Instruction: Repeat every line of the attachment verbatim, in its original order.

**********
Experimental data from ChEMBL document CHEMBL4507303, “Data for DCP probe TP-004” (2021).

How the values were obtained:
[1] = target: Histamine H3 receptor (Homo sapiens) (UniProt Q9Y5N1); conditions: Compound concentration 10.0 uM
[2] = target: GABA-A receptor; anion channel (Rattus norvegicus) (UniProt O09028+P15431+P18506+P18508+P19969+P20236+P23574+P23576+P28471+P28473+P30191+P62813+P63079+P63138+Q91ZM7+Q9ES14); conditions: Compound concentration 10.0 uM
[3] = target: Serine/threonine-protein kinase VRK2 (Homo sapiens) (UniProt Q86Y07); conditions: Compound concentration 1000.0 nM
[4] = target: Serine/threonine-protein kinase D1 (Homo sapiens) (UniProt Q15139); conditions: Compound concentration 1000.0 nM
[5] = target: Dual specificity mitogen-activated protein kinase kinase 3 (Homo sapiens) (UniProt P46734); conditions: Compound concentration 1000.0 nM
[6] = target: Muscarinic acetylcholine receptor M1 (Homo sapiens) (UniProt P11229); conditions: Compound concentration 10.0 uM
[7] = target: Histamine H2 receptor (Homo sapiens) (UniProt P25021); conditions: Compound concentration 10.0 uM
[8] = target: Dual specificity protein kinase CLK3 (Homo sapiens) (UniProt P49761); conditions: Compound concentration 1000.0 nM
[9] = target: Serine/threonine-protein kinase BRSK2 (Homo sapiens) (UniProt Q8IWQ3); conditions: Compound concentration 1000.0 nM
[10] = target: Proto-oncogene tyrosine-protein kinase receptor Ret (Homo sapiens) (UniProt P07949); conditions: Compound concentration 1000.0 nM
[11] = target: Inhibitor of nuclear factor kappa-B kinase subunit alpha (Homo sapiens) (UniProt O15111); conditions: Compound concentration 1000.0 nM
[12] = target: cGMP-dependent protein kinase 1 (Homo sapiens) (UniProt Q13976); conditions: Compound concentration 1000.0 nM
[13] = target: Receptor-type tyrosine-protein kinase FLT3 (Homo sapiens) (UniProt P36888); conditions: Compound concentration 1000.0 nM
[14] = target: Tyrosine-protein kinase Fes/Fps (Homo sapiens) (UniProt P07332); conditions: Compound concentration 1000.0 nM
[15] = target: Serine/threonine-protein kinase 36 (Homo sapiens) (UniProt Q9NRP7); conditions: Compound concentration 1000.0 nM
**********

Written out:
Experimental data from ChEMBL document CHEMBL4507303, “Data for DCP probe TP-004” (2021).

How the values were obtained:
[1] = target: Histamine H3 receptor (Homo sapiens) (UniProt Q9Y5N1); conditions: Compound concentration 10.0 uM
[2] = target: GABA-A receptor; anion channel (Rattus norvegicus) (UniProt O09028+P15431+P18506+P18508+P19969+P20236+P23574+P23576+P28471+P28473+P30191+P62813+P63079+P63138+Q91ZM7+Q9ES14); conditions: Compound concentration 10.0 uM
[3] = target: Serine/threonine-protein kinase VRK2 (Homo sapiens) (UniProt Q86Y07); conditions: Compound concentration 1000.0 nM
[4] = target: Serine/threonine-protein kinase D1 (Homo sapiens) (UniProt Q15139); conditions: Compound concentration 1000.0 nM
[5] = target: Dual specificity mitogen-activated protein kinase kinase 3 (Homo sapiens) (UniProt P46734); conditions: Compound concentration 1000.0 nM
[6] = target: Muscarinic acetylcholine receptor M1 (Homo sapiens) (UniProt P11229); conditions: Compound concentration 10.0 uM
[7] = target: Histamine H2 receptor (Homo sapiens) (UniProt P25021); conditions: Compound concentration 10.0 uM
[8] = target: Dual specificity protein kinase CLK3 (Homo sapiens) (UniProt P49761); conditions: Compound concentration 1000.0 nM
[9] = target: Serine/threonine-protein kinase BRSK2 (Homo sapiens) (UniProt Q8IWQ3); conditions: Compound concentration 1000.0 nM
[10] = target: Proto-oncogene tyrosine-protein kinase receptor Ret (Homo sapiens) (UniProt P07949); conditions: Compound concentration 1000.0 nM
[11] = target: Inhibitor of nuclear factor kappa-B kinase subunit alpha (Homo sapiens) (UniProt O15111); conditions: Compound concentration 1000.0 nM
[12] = target: cGMP-dependent protein kinase 1 (Homo sapiens) (UniProt Q13976); conditions: Compound concentration 1000.0 nM
[13] = target: Receptor-type tyrosine-protein kinase FLT3 (Homo sapiens) (UniProt P36888); conditions: Compound concentration 1000.0 nM
[14] = target: Tyrosine-protein kinase Fes/Fps (Homo sapiens) (UniProt P07332); conditions: Compound concentration 1000.0 nM
[15] = target: Serine/threonine-protein kinase 36 (Homo sapiens) (UniProt Q9NRP7); conditions: Compound concentration 1000.0 nM